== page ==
You can now help discover new worlds beyond our solar system from the comfort of your home, thanks to a new citizen science platform called Planet Patrol launched by NASA.
The Planet Patrol platform allows members of the public to collaborate with professional astronomers as they sort through a stockpile of star-studded images collected by NASA's Transiting Exoplanet Survey Satellite (TESS).
"Automated methods of processing TESS data sometimes fail to catch imposters that look like exoplanets," said project leader Veselin Kostov, a research scientist at NASA's Goddard Space Flight Center in Greenbelt, Maryland, and the SETI Institute in Mountain View, California.
"The human eye is extremely good at spotting such imposters, and we need citizen scientists to help us distinguish between the look-alikes and genuine planets."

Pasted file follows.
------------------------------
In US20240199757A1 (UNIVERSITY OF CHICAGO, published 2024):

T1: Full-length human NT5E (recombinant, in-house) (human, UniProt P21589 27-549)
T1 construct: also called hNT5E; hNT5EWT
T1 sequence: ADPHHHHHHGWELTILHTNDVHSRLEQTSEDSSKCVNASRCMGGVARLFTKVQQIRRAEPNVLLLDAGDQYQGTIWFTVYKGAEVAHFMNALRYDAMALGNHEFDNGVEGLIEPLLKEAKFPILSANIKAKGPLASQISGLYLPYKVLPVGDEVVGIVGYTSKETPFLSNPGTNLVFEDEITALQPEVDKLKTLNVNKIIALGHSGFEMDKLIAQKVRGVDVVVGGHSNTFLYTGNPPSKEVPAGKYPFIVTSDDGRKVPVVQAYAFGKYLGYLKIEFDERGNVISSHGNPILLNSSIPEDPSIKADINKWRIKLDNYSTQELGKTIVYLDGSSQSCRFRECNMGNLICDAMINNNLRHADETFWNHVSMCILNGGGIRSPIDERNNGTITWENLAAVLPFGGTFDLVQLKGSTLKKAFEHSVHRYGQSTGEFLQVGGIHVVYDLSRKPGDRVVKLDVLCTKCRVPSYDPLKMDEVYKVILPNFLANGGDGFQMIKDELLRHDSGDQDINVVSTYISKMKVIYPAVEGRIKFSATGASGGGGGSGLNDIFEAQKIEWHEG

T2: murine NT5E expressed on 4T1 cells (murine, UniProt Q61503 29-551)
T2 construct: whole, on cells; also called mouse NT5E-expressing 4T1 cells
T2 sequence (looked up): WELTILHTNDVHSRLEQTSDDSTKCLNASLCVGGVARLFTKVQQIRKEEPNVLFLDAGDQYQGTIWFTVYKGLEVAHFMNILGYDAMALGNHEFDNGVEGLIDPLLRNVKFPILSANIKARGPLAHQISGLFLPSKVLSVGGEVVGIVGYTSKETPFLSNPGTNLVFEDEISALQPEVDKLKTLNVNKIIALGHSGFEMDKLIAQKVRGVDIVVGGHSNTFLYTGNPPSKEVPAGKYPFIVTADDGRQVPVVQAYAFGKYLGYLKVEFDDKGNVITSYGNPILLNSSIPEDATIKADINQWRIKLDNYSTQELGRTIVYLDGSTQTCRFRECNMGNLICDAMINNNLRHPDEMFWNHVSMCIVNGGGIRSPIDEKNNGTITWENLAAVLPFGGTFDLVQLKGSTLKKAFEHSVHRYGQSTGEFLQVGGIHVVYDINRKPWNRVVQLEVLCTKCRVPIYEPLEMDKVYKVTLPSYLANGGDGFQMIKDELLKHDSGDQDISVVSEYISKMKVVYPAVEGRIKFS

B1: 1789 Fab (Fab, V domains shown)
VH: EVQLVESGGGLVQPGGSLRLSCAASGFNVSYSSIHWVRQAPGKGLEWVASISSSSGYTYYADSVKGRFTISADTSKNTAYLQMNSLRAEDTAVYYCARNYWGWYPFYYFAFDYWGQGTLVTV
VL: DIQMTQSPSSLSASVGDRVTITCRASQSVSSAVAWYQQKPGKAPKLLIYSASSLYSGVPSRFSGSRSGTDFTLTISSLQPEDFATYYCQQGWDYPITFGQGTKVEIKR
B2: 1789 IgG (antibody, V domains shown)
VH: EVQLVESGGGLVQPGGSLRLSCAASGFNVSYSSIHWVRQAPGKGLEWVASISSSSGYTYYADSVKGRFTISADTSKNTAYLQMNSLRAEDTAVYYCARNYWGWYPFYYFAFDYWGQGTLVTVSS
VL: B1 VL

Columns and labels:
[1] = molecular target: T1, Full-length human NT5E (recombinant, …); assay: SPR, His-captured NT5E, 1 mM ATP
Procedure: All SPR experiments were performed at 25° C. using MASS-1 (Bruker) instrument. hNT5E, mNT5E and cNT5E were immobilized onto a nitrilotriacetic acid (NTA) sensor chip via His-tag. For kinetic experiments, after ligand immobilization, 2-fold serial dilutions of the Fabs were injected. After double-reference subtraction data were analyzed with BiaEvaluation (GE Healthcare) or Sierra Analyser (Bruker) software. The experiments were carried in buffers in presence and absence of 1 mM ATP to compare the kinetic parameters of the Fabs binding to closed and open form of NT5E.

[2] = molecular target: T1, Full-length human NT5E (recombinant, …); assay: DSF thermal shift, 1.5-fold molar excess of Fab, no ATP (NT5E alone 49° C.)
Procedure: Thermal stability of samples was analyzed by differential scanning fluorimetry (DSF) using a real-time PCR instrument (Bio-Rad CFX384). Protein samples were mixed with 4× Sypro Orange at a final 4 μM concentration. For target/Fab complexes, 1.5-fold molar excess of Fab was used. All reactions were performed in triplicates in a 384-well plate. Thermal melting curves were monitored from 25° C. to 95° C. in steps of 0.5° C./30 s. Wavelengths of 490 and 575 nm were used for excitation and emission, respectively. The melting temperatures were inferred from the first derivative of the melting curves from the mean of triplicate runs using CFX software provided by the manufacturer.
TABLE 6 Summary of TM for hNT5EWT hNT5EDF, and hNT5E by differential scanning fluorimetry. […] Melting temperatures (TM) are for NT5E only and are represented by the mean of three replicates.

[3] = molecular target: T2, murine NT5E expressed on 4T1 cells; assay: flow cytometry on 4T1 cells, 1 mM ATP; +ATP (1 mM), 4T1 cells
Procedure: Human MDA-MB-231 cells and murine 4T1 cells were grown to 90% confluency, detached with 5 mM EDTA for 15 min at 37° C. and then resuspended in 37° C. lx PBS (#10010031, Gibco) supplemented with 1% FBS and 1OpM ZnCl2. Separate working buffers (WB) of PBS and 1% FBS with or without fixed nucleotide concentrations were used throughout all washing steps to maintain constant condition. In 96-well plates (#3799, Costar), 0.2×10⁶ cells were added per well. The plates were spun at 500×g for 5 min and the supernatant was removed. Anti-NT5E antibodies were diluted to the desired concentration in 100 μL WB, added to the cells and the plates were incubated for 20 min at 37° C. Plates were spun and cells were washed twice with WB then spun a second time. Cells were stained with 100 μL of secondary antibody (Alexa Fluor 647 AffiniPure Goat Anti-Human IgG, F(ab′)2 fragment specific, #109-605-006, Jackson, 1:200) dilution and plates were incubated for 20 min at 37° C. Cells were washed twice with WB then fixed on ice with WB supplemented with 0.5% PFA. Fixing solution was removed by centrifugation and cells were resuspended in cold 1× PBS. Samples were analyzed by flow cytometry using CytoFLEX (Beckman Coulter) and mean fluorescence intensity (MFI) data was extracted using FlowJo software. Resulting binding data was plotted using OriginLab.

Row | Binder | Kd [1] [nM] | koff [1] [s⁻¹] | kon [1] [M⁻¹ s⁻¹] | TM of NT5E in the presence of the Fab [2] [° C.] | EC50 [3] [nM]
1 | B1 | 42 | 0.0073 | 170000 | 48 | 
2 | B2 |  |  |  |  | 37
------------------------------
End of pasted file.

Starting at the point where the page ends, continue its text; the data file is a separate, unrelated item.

Volunteers will help determine which TESS snapshots include signals from potential planets and which ones show planet impersonators, NASA said on Wednesday.
TESS uses its four cameras to take full images of one patch of sky, called a sector, every 10 minutes for a month at a time.
The Public can watch star-studded images by the Planet Patrol of NASA. Unsplash
This long stare allows TESS to see when planets pass in front of their stars, or transit, and dim their light.
Over the course of a year, TESS collects hundreds of thousands of snapshots, each containing thousands of possible planets — too many for scientists to examine without help.
On the new website, participants will help astronomers sift through TESS images of potential planets by answering a set of questions for each – like whether it contains multiple bright sources or if it resembles stray light rather than light from a star.
These questions help the researchers narrow down the list of possible planets for further follow-up study.
Citizen scientists can dive even deeper by learning more about the star in each image and by engaging with the Planet Patrol community, NASA said. (IANS)